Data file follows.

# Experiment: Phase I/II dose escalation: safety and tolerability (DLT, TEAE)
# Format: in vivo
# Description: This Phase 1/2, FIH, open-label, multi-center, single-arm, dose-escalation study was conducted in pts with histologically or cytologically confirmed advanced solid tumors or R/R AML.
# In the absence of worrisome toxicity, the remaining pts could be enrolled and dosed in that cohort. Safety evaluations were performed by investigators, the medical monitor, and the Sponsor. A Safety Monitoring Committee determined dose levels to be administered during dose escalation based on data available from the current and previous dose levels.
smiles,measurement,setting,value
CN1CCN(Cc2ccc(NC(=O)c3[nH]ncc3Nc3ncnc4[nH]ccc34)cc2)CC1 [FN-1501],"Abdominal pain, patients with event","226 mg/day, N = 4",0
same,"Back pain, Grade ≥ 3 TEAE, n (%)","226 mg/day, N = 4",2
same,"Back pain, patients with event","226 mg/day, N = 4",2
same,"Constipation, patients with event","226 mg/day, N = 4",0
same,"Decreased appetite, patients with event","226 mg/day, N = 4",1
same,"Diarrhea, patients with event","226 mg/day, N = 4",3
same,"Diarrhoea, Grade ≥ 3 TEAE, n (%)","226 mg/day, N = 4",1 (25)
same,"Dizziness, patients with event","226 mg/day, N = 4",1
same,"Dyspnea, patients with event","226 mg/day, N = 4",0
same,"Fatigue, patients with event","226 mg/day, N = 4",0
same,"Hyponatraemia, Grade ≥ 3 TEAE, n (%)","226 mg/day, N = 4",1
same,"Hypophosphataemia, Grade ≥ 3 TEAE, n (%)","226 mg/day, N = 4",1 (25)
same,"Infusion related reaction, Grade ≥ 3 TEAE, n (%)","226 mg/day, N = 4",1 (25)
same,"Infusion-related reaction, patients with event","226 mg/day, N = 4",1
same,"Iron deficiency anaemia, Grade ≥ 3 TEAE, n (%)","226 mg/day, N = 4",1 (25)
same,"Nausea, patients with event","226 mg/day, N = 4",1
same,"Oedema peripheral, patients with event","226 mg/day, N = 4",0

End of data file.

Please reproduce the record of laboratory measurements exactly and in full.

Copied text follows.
# Experiment: Phase I/II dose escalation: safety and tolerability (DLT, TEAE)
# Format: in vivo
# Description: This Phase 1/2, FIH, open-label, multi-center, single-arm, dose-escalation study was conducted in pts with histologically or cytologically confirmed advanced solid tumors or R/R AML.
# In the absence of worrisome toxicity, the remaining pts could be enrolled and dosed in that cohort. Safety evaluations were performed by investigators, the medical monitor, and the Sponsor. A Safety Monitoring Committee determined dose levels to be administered during dose escalation based on data available from the current and previous dose levels.
smiles,measurement,setting,value
CN1CCN(Cc2ccc(NC(=O)c3[nH]ncc3Nc3ncnc4[nH]ccc34)cc2)CC1 [FN-1501],"Abdominal pain, patients with event","226 mg/day, N = 4",0
same,"Back pain, Grade ≥ 3 TEAE, n (%)","226 mg/day, N = 4",2
same,"Back pain, patients with event","226 mg/day, N = 4",2
same,"Constipation, patients with event","226 mg/day, N = 4",0
same,"Decreased appetite, patients with event","226 mg/day, N = 4",1
same,"Diarrhea, patients with event","226 mg/day, N = 4",3
same,"Diarrhoea, Grade ≥ 3 TEAE, n (%)","226 mg/day, N = 4",1 (25)
same,"Dizziness, patients with event","226 mg/day, N = 4",1
same,"Dyspnea, patients with event","226 mg/day, N = 4",0
same,"Fatigue, patients with event","226 mg/day, N = 4",0
same,"Hyponatraemia, Grade ≥ 3 TEAE, n (%)","226 mg/day, N = 4",1
same,"Hypophosphataemia, Grade ≥ 3 TEAE, n (%)","226 mg/day, N = 4",1 (25)
same,"Infusion related reaction, Grade ≥ 3 TEAE, n (%)","226 mg/day, N = 4",1 (25)
same,"Infusion-related reaction, patients with event","226 mg/day, N = 4",1
same,"Iron deficiency anaemia, Grade ≥ 3 TEAE, n (%)","226 mg/day, N = 4",1 (25)
same,"Nausea, patients with event","226 mg/day, N = 4",1
same,"Oedema peripheral, patients with event","226 mg/day, N = 4",0